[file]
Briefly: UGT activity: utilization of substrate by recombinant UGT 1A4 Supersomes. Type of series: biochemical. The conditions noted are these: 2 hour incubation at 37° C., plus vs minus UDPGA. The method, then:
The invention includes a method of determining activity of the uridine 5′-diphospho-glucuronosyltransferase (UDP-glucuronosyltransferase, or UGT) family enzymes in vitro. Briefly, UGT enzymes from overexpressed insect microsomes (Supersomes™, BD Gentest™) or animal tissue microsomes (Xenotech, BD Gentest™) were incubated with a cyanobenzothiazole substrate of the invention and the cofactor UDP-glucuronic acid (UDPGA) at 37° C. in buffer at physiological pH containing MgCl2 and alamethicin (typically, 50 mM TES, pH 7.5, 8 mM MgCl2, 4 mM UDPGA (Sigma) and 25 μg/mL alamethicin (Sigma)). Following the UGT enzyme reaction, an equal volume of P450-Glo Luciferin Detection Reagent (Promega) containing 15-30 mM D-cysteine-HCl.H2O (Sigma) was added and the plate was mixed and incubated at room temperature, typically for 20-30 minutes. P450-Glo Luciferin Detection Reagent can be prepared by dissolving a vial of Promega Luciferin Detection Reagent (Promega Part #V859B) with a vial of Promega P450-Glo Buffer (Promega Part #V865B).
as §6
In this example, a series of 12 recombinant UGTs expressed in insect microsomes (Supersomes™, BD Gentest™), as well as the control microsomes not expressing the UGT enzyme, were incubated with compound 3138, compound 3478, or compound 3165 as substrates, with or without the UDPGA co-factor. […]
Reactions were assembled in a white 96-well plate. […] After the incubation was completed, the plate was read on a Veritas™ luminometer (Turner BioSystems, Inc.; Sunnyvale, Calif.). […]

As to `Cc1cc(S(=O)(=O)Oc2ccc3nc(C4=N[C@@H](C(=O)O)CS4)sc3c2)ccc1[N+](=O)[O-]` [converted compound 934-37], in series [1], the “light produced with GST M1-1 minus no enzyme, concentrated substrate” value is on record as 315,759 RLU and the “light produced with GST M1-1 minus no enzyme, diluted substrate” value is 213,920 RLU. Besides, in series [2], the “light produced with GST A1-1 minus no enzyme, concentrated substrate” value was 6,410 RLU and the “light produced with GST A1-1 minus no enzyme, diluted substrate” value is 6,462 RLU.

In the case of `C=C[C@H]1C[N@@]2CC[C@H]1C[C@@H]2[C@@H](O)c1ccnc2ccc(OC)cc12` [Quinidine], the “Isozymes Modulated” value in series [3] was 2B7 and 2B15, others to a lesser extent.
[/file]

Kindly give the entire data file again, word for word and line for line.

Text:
Briefly: UGT activity: utilization of substrate by recombinant UGT 1A4 Supersomes. Type of series: biochemical. The conditions noted are these: 2 hour incubation at 37° C., plus vs minus UDPGA. The method, then:
The invention includes a method of determining activity of the uridine 5′-diphospho-glucuronosyltransferase (UDP-glucuronosyltransferase, or UGT) family enzymes in vitro. Briefly, UGT enzymes from overexpressed insect microsomes (Supersomes™, BD Gentest™) or animal tissue microsomes (Xenotech, BD Gentest™) were incubated with a cyanobenzothiazole substrate of the invention and the cofactor UDP-glucuronic acid (UDPGA) at 37° C. in buffer at physiological pH containing MgCl2 and alamethicin (typically, 50 mM TES, pH 7.5, 8 mM MgCl2, 4 mM UDPGA (Sigma) and 25 μg/mL alamethicin (Sigma)). Following the UGT enzyme reaction, an equal volume of P450-Glo Luciferin Detection Reagent (Promega) containing 15-30 mM D-cysteine-HCl.H2O (Sigma) was added and the plate was mixed and incubated at room temperature, typically for 20-30 minutes. P450-Glo Luciferin Detection Reagent can be prepared by dissolving a vial of Promega Luciferin Detection Reagent (Promega Part #V859B) with a vial of Promega P450-Glo Buffer (Promega Part #V865B).
as §6
In this example, a series of 12 recombinant UGTs expressed in insect microsomes (Supersomes™, BD Gentest™), as well as the control microsomes not expressing the UGT enzyme, were incubated with compound 3138, compound 3478, or compound 3165 as substrates, with or without the UDPGA co-factor. […]
Reactions were assembled in a white 96-well plate. […] After the incubation was completed, the plate was read on a Veritas™ luminometer (Turner BioSystems, Inc.; Sunnyvale, Calif.). […]

As to `Cc1cc(S(=O)(=O)Oc2ccc3nc(C4=N[C@@H](C(=O)O)CS4)sc3c2)ccc1[N+](=O)[O-]` [converted compound 934-37], in series [1], the “light produced with GST M1-1 minus no enzyme, concentrated substrate” value is on record as 315,759 RLU and the “light produced with GST M1-1 minus no enzyme, diluted substrate” value is 213,920 RLU. Besides, in series [2], the “light produced with GST A1-1 minus no enzyme, concentrated substrate” value was 6,410 RLU and the “light produced with GST A1-1 minus no enzyme, diluted substrate” value is 6,462 RLU.

In the case of `C=C[C@H]1C[N@@]2CC[C@H]1C[C@@H]2[C@@H](O)c1ccnc2ccc(OC)cc12` [Quinidine], the “Isozymes Modulated” value in series [3] was 2B7 and 2B15, others to a lesser extent.